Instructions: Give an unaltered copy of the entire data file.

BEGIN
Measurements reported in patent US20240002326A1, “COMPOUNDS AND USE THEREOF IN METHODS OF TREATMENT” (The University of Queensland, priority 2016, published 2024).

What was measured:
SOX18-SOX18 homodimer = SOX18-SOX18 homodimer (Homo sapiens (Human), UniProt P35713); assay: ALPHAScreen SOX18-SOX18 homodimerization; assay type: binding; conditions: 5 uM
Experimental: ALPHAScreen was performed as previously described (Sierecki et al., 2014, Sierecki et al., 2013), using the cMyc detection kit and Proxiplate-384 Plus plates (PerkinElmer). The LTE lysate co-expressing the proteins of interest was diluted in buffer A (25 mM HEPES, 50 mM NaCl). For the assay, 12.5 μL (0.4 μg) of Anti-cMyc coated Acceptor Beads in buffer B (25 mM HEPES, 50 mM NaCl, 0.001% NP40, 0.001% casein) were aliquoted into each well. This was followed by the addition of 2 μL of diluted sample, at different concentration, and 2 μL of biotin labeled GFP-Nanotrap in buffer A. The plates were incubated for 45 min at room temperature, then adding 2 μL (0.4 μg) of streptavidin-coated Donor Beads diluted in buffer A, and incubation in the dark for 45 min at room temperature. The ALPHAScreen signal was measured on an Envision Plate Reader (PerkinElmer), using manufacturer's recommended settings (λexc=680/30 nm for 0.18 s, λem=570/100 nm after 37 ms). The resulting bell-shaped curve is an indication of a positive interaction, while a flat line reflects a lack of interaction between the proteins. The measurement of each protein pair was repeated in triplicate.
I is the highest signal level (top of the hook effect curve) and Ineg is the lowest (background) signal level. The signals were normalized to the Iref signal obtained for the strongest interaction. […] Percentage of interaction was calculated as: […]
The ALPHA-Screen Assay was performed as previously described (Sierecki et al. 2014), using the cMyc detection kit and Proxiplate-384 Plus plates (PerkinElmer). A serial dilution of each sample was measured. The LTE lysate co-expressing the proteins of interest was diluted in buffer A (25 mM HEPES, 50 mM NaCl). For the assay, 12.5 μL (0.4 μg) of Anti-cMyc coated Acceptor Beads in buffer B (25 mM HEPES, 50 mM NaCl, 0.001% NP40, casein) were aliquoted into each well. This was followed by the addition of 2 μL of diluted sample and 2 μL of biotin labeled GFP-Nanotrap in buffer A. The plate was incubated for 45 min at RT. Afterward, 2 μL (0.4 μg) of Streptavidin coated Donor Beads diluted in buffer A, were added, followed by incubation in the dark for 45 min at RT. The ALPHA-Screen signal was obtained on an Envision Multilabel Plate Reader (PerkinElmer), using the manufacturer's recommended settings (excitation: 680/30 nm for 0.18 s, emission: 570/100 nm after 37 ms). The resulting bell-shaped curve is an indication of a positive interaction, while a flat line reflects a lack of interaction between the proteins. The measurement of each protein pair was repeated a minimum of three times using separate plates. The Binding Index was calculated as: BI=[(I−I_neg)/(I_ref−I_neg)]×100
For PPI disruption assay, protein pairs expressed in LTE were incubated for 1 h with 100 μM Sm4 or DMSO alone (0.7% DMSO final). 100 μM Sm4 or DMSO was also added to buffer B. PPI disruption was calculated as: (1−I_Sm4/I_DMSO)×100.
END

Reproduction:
Measurements reported in patent US20240002326A1, “COMPOUNDS AND USE THEREOF IN METHODS OF TREATMENT” (The University of Queensland, priority 2016, published 2024).

What was measured:
SOX18-SOX18 homodimer = SOX18-SOX18 homodimer (Homo sapiens (Human), UniProt P35713); assay: ALPHAScreen SOX18-SOX18 homodimerization; assay type: binding; conditions: 5 uM
Experimental: ALPHAScreen was performed as previously described (Sierecki et al., 2014, Sierecki et al., 2013), using the cMyc detection kit and Proxiplate-384 Plus plates (PerkinElmer). The LTE lysate co-expressing the proteins of interest was diluted in buffer A (25 mM HEPES, 50 mM NaCl). For the assay, 12.5 μL (0.4 μg) of Anti-cMyc coated Acceptor Beads in buffer B (25 mM HEPES, 50 mM NaCl, 0.001% NP40, 0.001% casein) were aliquoted into each well. This was followed by the addition of 2 μL of diluted sample, at different concentration, and 2 μL of biotin labeled GFP-Nanotrap in buffer A. The plates were incubated for 45 min at room temperature, then adding 2 μL (0.4 μg) of streptavidin-coated Donor Beads diluted in buffer A, and incubation in the dark for 45 min at room temperature. The ALPHAScreen signal was measured on an Envision Plate Reader (PerkinElmer), using manufacturer's recommended settings (λexc=680/30 nm for 0.18 s, λem=570/100 nm after 37 ms). The resulting bell-shaped curve is an indication of a positive interaction, while a flat line reflects a lack of interaction between the proteins. The measurement of each protein pair was repeated in triplicate.
I is the highest signal level (top of the hook effect curve) and Ineg is the lowest (background) signal level. The signals were normalized to the Iref signal obtained for the strongest interaction. […] Percentage of interaction was calculated as: […]
The ALPHA-Screen Assay was performed as previously described (Sierecki et al. 2014), using the cMyc detection kit and Proxiplate-384 Plus plates (PerkinElmer). A serial dilution of each sample was measured. The LTE lysate co-expressing the proteins of interest was diluted in buffer A (25 mM HEPES, 50 mM NaCl). For the assay, 12.5 μL (0.4 μg) of Anti-cMyc coated Acceptor Beads in buffer B (25 mM HEPES, 50 mM NaCl, 0.001% NP40, casein) were aliquoted into each well. This was followed by the addition of 2 μL of diluted sample and 2 μL of biotin labeled GFP-Nanotrap in buffer A. The plate was incubated for 45 min at RT. Afterward, 2 μL (0.4 μg) of Streptavidin coated Donor Beads diluted in buffer A, were added, followed by incubation in the dark for 45 min at RT. The ALPHA-Screen signal was obtained on an Envision Multilabel Plate Reader (PerkinElmer), using the manufacturer's recommended settings (excitation: 680/30 nm for 0.18 s, emission: 570/100 nm after 37 ms). The resulting bell-shaped curve is an indication of a positive interaction, while a flat line reflects a lack of interaction between the proteins. The measurement of each protein pair was repeated a minimum of three times using separate plates. The Binding Index was calculated as: BI=[(I−I_neg)/(I_ref−I_neg)]×100
For PPI disruption assay, protein pairs expressed in LTE were incubated for 1 h with 100 μM Sm4 or DMSO alone (0.7% DMSO final). 100 μM Sm4 or DMSO was also added to buffer B. PPI disruption was calculated as: (1−I_Sm4/I_DMSO)×100.